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Last edited by jonconsiglio; 05-29-2012 at 11:54 AM.
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  #15  
Old 05-29-2012, 11:51 AM
Eagles1911 Eagles1911 is offline
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I probably won't reload for years if ever so I'm not that worried. but I wont be using at all for defense so accuracy isn't as important to me. I may try renting a bolt gun and an AR to see which I like better
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  #16  
Old 05-29-2012, 12:09 PM
Eagles1911 Eagles1911 is offline
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If I were to go the AR route, is all I would need a complete lower
http://palmettostatearmory.com/index...c-edition.html
a complete upper
http://palmettostatearmory.com/index...ng-handle.html
and a bolt/carrier group and charging handle? And plenty of mags/ammo of course
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  #17  
Old 05-29-2012, 12:57 PM
Bigapple828 Bigapple828 is offline
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If you choose to start reloading, you could always get an upper in 6.8 SPC for your AR. A .270 bullet traveling around 2600fps is good for a variety of mid range game. But if you don't handload, these rounds are pretty expensive.

I think you'd get a lot of joy and practicality out of an AR. A bolt .223 is probably a good gun, but I can get amazing accuracy out of my AR already with a higher rate of fire that's soft on my shoulder. That's plenty good enough for me.
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Old 05-29-2012, 01:20 PM
jonconsiglio jonconsiglio is offline
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I should probably expand on the distance stuff for a moment. If I needed a rifle for defensive use, patrol use, hunting and range time for 300 yards and closer, with a majority of my work being closer, I'd be perfectly content with the 5.56 as long as I had my choice of ammo for whatever role the rifle filled.

If I needed the same type of rifle with a high likelihood it'll be used past 400 or 500 yards for hunting and range time (I guess defense or LE work, but that's a near impossibility), I'd prefer my SCAR H in 308.

For hunting hogs and deer, I'm content with TSX from a 5.56, though I'll take the 6.8 or 308 on occasion and am giving the 300blk a try this month or next. Where I hunt is a 2,000 acre ranch and a new place is a 4,000 acre ranch. We go from wide open spaces to stalking hogs through thick wooded areas so I need a rifle that will give me a few hundred yards, if needed, yet work very well at close range. So, for me, I can do just about everything I need, including using it as my work and home defense rifle with a 5.56.

Others uses will vary, of course. I wasn't trying to speak for everyone earlier, just pointing out that it's not a 150 yard rifle. More like a 300 yard rifle for general purpose use, though much more can be squeezed out of it.
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Old 05-29-2012, 02:10 PM
cobrabubbles cobrabubbles is offline
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Just gotta say again that those distances are not what the majority of folks shoot. I love hanging out in my LGS and seeing first time buyers go on about the 1000 yd gun they want. 500 yds? you know how few people honestly have access to that? 300 yds? Again, for the vast majority of shooters that's a luxury they don't have access to.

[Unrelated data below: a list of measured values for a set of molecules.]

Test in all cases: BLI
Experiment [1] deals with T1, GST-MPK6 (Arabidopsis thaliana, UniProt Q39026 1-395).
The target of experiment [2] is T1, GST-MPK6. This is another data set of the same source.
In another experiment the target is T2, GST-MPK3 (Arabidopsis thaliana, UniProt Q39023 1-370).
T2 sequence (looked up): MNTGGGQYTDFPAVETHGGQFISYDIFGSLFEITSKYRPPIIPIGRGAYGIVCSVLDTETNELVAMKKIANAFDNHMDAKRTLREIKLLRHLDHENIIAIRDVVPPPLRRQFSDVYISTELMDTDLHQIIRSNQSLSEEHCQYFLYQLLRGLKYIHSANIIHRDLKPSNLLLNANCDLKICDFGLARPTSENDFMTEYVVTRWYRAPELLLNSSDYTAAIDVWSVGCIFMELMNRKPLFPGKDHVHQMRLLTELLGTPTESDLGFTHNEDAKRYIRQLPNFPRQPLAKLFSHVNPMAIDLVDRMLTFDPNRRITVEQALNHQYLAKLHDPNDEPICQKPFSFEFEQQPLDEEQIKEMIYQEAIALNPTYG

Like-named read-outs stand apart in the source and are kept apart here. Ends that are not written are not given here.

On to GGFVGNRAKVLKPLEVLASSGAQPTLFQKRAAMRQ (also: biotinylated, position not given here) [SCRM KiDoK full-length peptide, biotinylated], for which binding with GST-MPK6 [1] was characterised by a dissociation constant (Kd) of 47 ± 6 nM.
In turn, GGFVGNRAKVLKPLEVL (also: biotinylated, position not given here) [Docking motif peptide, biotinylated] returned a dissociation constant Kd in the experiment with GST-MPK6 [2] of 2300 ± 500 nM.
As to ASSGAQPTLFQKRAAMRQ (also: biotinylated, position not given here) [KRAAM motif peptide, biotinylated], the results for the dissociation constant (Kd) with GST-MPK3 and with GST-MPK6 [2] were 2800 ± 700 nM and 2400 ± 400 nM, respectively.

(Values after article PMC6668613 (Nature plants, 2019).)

Just saying there's lots of long talk in this world, and few who can do it, or have a place to do it. And I honestly believe that most guns will outshoot most folks. And by most guns I mean 75%, and by most people I mean 90%

A quality AR is at the point where it's as fun and as easy to shoot as a Ruger 22. It just costs more to feed. I would never argue that it's a bad choice. It's just not the right choice for everybody.

And to the OP, please reevaluate your perception of not needing accuracy because it won't be a defense gun. It's the exact opposite. You want accuracy in a plinker, and it is less important in a defense gun. a defense gun will likely be used at distances no longer than the longest hallway in your house. If you are shooting longer than that, it better be armageddon, or the cops and the lawyers will be on you in a serious way. They probably will be anyway, but it's an argument you won't be able to win if you're picking someone off at 75 yds unless you're returning gunfire on an Arizona ranch, and even then I'm not so sure.

In fact in many cases the tight tolerances needed for accuracy cut down on reliability, which is critical in a defense gun. You can get around that by paying a bundle of cash sometimes, but off the shelf it's often true.

Remember, your friends may throw the words around, but 300 yds is 3 football fields. And some of the guns we're talking about here will put 3 bullets in one slightly large hole at 50 yds in the right hands. Shooting farther than 100 yds is more about your knowledge and ability to adjust based on the ballistics. It's the same physical skills. So the difference between a tight group at 100yds and 300 yds is your math skills and the quality of your ammo.

You do want accuracy. And the good news is that doesn't cost an arm and a leg. Not with Savages and Ruger bolt guns. And from what folks are saying a stock Colt AR won't kill your wallet either and will give you good groupings and few headaches.
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Old 05-29-2012, 02:47 PM
Eagles1911 Eagles1911 is offline
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My family has a bean field thats perfectly flat and 2 miles long. I can shoot as far as I can there, I understand that I will probably be the limiting factor. My only distance gun now is a 10/22 so I max out at like 100 ft. I just want the next step in distance shooting and I want to be able to grow into it. I was just trying to say that I don't need a precision rifle because I'm nowwhere near good enough for that to be the limiting factor. I just wasn't sure how accurate an AR could be especially in my price range versus a bolt rifle in my price range.